There is also a superannuation co-contribution from the government for workers on low and middle incomes of up to $1,000 depending on their income and how much they contribute.

The main aim of these payments is to encourage personal contributions and to boost the accumulated savings of those on lower incomes to ensure they are sufficient for self-provision on retirement.

Snouts in the trough

The rich were drawn like bears to a honey pot with the 15 percent tax on earnings. It is less than one third the marginal rate of 46.5 percent (including Medicare levy) they pay on other income.

The whole system is skewed to the rich who in the years to come will pocket more in tax concessions than the government would ever have paid them in a universal age pension. According to the Australian Council of Social Service, almost half of these tax concessions are being accrued by the top 12 percent of taxpayers.

Labor is looking at targeting them in the budget. It is extremely concerned at the rising cost of superannuation tax concessions which Treasury estimates will total $32 billion in 2012-13. This figure is set to rise to $45 billion by 2015-16 – equalling or passing the amount spent on the age pension!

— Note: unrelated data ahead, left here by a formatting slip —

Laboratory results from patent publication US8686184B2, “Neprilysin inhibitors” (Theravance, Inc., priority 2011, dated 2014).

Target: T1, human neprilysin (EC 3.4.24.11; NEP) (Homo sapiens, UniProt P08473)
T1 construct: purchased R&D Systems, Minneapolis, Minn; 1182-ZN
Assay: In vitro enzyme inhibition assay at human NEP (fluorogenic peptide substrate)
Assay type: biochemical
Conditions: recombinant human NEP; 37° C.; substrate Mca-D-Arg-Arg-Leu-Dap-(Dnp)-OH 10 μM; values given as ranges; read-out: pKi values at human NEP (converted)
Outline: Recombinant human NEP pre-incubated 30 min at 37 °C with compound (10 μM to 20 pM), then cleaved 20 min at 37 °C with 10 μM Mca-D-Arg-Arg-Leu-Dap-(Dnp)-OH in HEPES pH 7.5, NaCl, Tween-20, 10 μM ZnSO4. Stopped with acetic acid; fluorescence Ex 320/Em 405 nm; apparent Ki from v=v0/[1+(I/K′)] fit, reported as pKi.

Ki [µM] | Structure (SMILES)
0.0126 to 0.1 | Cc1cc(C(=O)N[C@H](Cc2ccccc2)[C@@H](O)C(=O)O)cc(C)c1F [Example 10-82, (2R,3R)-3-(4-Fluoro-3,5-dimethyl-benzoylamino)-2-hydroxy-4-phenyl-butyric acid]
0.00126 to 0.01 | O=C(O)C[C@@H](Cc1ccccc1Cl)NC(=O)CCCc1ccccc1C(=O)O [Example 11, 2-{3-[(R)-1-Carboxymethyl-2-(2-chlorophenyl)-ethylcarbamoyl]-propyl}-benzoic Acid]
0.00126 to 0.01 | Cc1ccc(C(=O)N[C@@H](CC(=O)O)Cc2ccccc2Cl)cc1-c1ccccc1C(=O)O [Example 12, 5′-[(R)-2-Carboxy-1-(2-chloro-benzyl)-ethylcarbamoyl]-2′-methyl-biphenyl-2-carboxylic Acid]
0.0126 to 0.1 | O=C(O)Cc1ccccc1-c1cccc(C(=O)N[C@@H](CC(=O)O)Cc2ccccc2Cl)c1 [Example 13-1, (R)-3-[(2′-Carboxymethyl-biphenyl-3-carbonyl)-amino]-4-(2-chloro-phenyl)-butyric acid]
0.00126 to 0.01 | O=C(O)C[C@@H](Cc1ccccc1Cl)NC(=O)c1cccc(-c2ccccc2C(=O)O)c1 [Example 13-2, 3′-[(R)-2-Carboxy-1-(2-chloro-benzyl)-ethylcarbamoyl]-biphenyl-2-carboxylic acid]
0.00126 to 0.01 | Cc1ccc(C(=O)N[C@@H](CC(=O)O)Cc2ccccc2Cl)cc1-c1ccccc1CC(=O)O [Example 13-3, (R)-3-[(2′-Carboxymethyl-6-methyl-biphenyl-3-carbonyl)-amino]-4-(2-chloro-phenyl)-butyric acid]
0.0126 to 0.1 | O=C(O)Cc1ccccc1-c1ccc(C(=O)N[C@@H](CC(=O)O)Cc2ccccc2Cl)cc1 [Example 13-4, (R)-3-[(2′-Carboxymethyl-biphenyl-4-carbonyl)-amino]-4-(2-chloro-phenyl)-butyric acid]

The question the Treasurer is asking is how can that figure be reduced. What can be cut with minimum fall-out in an election year?

Over recent years a number of measures have already been taken such as capping the amount of annual contributions and limiting the amount of contributions taxed at the concessional rate. The government last year raised the 15 percent tax on contributions to 30 percent for people on over $300,000 a year.

These changes have angered the superannuation funds, the wealthy and the financial institutions. They want maximum concessions and certainty about rules.

One of the early leaks was a proposal to tax withdrawals from superannuation funds. The outcry from the industry was so strong the government quickly pulled its head in for the time being.

Now rumours are floating that the 15 percent tax on fund earnings will be increased for those with larger sums in their fund or that the 30 percent tax on personal contributions will be extended to people on more than $180,000 per annum in line with the Henry tax review’s recommendations.

Whichever way the government opts in this budget, there is one certainty, it won’t stop there. Once money has been deposited in a superannuation fund, it is basically locked in until age 60 – an age limit that is likely to be raised. There will be ongoing erosion of tax concessions, more changes and uncertainty regarding future rules and no guarantees of income upon retirement.